I love taking photographs. That’s been true for a lot of my life, and particularly since we all started walking around with decent cameras (aka phones) in our pockets. I’ve also always enjoyed looking at street photography, though I’ve never been particularly serious or studious about it, and most of my own photography has been more about nature and the places I travel and the shows I go to.
Recently I started getting inspired to dig deeper, both as a student and as a practitioner. I don’t own a camera, other than the one in my phone. But everybody keeps saying the best camera is the one you have, so that’s what I’m using.
I try to take a daily walk, and this week I started incorporating intentional street photography into those walks. The first set of photos (above) was taken yesterday on a walk through the Victorian town of Bellefonte, PA. I took these photos while looking at the images on the phone screen, a point that will come back in another batch of photos below.
I mentioned online that I’m getting into street photography and I tagged photographer Reuben Radding, who shared my post. That led to folks recommending documentaries for me to watch. Last night I watched Finding Vivian Maier, a film about a street photographer whose work was unknown during her lifetime. It was complicated and moving. This afternoon I watched Everybody Street, which served as a great overview of many different photographers. Other docs that people have recommended but that I haven’t yet seen are Everything Is Photographable, about Garry Winogrand, and Elliott Erwitt: Silence Sounds Good. Before this, the only documentary about a photographer I’d seen was the wonderful Bill Cunnningham New York.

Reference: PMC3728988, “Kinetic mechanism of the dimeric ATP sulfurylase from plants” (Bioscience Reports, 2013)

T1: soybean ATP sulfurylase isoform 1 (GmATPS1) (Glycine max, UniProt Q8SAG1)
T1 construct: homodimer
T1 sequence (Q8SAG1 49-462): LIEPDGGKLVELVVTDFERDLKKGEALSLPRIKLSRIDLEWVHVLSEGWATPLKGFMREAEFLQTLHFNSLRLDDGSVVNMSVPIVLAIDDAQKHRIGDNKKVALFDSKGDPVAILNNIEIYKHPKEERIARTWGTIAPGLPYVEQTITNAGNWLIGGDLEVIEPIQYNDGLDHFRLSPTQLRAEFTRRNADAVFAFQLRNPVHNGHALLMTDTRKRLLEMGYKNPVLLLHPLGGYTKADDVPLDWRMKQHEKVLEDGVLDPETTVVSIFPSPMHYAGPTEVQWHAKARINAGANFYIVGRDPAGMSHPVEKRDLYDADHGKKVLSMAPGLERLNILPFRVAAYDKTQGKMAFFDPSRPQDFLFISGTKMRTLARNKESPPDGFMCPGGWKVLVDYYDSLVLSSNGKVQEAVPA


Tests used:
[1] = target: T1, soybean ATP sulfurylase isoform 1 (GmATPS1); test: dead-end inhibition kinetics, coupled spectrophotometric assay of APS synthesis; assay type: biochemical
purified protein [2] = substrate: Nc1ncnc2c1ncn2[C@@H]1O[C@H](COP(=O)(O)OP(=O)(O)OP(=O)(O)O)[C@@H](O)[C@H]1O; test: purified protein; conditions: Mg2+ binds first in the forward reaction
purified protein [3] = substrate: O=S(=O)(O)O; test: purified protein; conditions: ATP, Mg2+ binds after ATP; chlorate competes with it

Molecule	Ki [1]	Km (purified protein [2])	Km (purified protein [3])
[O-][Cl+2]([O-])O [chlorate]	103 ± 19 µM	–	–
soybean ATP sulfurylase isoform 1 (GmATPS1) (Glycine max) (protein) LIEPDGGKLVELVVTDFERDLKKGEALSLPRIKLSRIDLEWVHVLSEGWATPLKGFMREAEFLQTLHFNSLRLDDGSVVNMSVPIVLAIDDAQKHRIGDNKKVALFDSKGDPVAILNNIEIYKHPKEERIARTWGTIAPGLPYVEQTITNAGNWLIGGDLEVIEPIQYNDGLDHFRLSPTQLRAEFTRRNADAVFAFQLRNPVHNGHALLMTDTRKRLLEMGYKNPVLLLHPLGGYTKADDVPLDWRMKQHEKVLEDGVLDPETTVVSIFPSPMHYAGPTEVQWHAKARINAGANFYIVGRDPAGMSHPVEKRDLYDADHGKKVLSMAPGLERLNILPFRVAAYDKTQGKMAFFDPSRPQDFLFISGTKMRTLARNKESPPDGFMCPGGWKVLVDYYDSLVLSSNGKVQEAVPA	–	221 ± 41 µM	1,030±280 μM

Today I walked around downtown State College with my phone set in camera mode and held to my chest. I used the volume button to snap photos as I walked, and I didn’t see the results until I got back to my van.
I have a tendency to get really into things for a while and then move on. But I’ve been taking photographs nearly every day for years, so this is less about adding a completely new practice than about refining a practice I already have.
Yesterday I had this exchange with saxophonist and photographer Bryan Murray:
As I said to Bryan, I don’t know what I’m doing yet and I don’t have the critical faculties yet to really plan a photo or tell after the fact whether it’s good or bad and why. But that’s what practice is for. I signed up for a Udemy course on street photography, and at some point I’ll save up the money to take one of Reuben’s classes. Meanwhile I’ll just keep walking around and clicking the fake shutter on my 1s and 0s camera and I’ll see where that takes me.